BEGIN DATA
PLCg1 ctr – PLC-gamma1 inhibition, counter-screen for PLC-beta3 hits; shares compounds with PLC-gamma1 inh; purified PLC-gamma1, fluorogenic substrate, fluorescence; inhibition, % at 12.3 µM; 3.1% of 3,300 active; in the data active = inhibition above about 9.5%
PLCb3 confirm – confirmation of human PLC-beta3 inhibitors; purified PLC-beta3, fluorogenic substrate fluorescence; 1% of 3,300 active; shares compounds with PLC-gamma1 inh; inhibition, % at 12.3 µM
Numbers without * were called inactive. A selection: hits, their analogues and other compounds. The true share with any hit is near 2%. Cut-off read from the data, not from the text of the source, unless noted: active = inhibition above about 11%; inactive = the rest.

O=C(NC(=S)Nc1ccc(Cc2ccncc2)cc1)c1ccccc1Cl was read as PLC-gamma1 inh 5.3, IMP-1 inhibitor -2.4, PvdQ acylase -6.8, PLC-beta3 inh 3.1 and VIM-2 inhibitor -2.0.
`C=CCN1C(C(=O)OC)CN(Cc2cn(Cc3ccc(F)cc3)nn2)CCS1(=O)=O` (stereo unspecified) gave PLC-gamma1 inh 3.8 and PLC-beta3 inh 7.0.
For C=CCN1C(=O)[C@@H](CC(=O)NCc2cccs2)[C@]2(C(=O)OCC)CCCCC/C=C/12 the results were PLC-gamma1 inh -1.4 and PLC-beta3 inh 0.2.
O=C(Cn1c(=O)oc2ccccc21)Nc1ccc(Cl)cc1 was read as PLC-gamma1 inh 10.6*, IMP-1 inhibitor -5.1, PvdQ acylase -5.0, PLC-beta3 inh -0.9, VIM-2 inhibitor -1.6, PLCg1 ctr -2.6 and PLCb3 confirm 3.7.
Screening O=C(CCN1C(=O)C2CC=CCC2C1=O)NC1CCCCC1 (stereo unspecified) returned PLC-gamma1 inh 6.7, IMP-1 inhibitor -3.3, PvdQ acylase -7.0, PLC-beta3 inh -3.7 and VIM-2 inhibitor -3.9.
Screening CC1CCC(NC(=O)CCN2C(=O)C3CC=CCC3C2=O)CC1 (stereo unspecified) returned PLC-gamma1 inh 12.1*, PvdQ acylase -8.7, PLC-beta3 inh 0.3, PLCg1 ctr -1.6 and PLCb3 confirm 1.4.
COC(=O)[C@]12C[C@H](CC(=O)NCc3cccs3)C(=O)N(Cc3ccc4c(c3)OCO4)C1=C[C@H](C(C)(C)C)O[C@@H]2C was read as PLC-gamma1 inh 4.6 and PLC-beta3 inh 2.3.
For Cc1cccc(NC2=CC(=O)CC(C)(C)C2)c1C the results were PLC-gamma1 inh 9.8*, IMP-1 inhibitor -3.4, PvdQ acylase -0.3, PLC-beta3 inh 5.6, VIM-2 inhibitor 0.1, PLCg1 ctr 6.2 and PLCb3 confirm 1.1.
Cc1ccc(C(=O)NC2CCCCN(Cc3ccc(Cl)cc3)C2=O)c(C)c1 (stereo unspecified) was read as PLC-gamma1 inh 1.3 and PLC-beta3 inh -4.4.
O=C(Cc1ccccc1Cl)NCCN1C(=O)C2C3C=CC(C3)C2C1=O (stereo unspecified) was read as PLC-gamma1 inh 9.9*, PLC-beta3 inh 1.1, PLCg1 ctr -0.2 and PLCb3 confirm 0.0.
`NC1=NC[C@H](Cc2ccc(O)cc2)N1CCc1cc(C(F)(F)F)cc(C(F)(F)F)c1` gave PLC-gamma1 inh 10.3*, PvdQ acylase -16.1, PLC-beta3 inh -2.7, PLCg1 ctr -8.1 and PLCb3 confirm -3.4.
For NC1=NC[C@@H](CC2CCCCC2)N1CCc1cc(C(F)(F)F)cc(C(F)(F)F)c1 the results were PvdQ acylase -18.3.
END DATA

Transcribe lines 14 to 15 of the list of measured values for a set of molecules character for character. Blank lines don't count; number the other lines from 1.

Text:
`NC1=NC[C@H](Cc2ccc(O)cc2)N1CCc1cc(C(F)(F)F)cc(C(F)(F)F)c1` gave PLC-gamma1 inh 10.3*, PvdQ acylase -16.1, PLC-beta3 inh -2.7, PLCg1 ctr -8.1 and PLCb3 confirm -3.4.
For NC1=NC[C@@H](CC2CCCCC2)N1CCc1cc(C(F)(F)F)cc(C(F)(F)F)c1 the results were PvdQ acylase -18.3.